Do you feel like you're always behind on your finances? You're not alone. Most people feel like they don't have enough time to get ahead financially. That's where Harry comes in. He's a doctor who also specializes in helping people learn how to invest in themselves so they can get ahead financially. Harry follows the advice of Warren Buffet who says that "by far the best investment you can make is in yourself."
Imagine being able to take control of your own financial future and finally start getting ahead. Leverage Harry's knowledge. He'll teach you about real estate investing so you can finally start making progress towards your goals. Listen and learn!
Table of Contents:
- Where To Listen To The Podcast
- How Harry and Darin Met
- What Does It Mean to Invest in Yourself: Leverage Someone’s Expertise
- Overnight Success Takes Years
- Due Diligence
- Bad Asset Manager vs Good Asset Manager
- How to Reach Dr. Harry Nima Zegarra
How Harry and Darin Met
Darin: Harry Nima Zegarra lives in the DFW area. He and his wife are both doctors. They knew they needed to take control of their finances, and he started to invest in residential homes. Harry wanted to find a way to go bigger and scale, which led him to multifamily investing. He's not only on a mission to educate himself, but also to educate others.
So just a little bit on how Harry and I know each other. We were both actually attending a free meetup here in the Dallas area put on by another fellow syndicator, Aaron Katz. I actually had him on the podcast episode 31. We just happen to sit next to each other, struck up a conversation, enjoyed each other's company. Then we decided to have a follow-up coffee meeting at another time and just enjoyed getting to know one another. Since then, Harry has been off to the races. So very interested to hear what he's got going on. With that, can you share a little bit about how many properties and how many units you're invested in?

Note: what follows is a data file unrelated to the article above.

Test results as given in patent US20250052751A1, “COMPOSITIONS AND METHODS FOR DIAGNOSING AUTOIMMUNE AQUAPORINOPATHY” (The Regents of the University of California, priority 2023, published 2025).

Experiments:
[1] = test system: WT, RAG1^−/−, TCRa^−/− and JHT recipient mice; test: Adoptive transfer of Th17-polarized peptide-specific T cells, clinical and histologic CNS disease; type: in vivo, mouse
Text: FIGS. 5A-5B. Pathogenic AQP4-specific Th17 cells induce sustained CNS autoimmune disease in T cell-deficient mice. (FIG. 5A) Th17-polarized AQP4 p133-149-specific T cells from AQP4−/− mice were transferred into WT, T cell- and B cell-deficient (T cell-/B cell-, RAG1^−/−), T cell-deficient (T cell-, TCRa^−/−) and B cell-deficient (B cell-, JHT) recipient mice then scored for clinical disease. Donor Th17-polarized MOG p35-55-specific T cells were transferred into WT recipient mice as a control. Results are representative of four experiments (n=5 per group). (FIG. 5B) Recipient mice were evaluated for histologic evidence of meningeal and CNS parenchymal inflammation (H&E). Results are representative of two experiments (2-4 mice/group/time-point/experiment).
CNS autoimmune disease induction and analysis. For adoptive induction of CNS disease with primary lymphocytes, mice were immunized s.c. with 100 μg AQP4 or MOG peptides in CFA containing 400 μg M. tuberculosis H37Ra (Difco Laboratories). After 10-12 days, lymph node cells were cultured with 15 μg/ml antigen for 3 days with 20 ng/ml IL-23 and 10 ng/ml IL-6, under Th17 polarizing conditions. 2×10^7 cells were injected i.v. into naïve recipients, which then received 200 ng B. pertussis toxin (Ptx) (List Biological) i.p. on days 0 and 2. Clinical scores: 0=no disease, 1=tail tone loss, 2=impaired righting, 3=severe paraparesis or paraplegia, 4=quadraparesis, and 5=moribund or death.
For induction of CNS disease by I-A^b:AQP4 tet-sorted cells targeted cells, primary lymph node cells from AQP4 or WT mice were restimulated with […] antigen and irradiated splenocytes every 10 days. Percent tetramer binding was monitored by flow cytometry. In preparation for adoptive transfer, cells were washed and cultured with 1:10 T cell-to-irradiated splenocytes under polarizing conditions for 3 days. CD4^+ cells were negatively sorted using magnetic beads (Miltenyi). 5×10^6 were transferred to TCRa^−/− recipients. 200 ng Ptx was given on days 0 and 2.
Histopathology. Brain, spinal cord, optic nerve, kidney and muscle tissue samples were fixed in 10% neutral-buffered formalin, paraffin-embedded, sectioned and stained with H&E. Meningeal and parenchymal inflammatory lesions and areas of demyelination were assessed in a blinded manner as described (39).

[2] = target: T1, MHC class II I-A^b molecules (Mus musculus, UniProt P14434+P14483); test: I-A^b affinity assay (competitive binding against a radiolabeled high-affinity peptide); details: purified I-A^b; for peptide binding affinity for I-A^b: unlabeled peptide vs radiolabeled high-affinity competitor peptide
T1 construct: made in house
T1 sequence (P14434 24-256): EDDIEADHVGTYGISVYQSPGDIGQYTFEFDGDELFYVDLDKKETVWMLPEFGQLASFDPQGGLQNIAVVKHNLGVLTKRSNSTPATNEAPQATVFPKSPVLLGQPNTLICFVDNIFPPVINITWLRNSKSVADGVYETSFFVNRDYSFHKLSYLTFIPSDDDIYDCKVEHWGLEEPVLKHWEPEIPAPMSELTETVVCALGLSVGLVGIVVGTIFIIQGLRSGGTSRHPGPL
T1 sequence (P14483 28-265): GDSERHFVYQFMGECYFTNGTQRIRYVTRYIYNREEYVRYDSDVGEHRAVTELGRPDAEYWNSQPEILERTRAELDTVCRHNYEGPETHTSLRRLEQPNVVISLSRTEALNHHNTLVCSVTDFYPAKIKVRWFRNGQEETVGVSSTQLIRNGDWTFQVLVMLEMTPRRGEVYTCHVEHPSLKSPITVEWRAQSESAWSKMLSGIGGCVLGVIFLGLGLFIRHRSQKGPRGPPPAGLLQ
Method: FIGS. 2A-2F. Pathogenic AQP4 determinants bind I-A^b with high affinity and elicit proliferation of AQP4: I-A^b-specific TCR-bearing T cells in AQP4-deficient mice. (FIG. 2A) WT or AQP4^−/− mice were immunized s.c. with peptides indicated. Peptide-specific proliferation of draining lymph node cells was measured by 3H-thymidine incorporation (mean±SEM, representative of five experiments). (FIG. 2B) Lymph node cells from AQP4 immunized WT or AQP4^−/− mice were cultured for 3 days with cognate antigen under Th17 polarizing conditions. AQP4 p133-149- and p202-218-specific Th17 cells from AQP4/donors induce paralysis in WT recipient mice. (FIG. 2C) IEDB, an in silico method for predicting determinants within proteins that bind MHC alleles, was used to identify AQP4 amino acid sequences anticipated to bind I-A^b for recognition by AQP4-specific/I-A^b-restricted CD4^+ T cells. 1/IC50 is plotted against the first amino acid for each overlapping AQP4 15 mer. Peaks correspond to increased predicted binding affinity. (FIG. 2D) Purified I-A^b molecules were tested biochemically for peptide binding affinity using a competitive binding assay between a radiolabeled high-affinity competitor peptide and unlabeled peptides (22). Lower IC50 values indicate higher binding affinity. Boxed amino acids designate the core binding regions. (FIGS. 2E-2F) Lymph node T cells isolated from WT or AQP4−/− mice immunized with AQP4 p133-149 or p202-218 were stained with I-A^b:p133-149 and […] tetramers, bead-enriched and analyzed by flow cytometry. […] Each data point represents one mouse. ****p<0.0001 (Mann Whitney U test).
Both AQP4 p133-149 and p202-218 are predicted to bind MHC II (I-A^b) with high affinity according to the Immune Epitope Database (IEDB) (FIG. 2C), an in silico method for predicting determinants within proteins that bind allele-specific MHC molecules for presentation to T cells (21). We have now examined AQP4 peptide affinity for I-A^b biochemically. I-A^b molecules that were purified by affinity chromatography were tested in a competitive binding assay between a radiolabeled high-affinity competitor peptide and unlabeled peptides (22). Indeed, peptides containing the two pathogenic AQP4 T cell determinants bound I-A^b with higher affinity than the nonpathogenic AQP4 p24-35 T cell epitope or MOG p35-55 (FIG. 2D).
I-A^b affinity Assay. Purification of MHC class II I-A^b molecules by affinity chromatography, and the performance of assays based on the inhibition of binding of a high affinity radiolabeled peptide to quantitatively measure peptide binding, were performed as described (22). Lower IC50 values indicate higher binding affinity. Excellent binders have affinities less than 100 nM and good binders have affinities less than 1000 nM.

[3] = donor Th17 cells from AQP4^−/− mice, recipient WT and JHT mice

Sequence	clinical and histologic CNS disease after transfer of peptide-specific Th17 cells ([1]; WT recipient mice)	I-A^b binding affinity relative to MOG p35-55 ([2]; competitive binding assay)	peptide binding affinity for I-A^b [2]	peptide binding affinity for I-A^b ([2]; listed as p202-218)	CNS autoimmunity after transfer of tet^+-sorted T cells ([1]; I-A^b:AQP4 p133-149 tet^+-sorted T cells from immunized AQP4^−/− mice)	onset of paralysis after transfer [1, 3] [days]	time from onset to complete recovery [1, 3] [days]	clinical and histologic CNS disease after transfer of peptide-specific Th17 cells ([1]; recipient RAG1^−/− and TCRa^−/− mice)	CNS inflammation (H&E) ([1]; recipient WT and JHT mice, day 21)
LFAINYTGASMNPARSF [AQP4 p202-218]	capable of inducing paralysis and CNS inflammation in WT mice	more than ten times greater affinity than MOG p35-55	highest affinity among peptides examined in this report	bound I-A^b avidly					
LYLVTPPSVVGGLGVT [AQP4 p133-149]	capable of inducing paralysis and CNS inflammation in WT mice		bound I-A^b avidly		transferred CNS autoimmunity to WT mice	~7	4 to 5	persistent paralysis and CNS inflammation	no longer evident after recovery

Harry: Yes, Darin. Absolutely. So yes, no, thank you so much for the nice introduction. Yes, we have been about a year and a half, and we're very grateful. We are right now at 786 units in four different states.
Darin: Wow. So listeners, before we even get into this, this is an example, when we sat down next to each other, Harry had invested in single family. But had not invested in any multifamily, and that was, what'd you say? A year and a half ago or so?
Harry: Yes, almost a year and a half ago. That's correct. Yes.
A Humble Beginning
Darin: Then in that time, he's now invested in 786 units in four different states. That's pretty remarkable. So Harry, you are a doctor. Can you share with the listeners what type of physician practice you're in?
Harry: Actually, my wife and I, we’re both physicians. So my wife is a family medicine doctor and I'm a pulmonary and critical care. So I take care of the lungs and I take care of patients who are very sick in the hospital who are in the ICU, the intensive care unit.
Darin: So two doctors, so very highly educated family there. That's a lot of schooling. I just think of doctors as having a heart for serving others because that practice is all about helping other people. So you took that and then you started to get into real estate investing. Why did you get into real estate investing?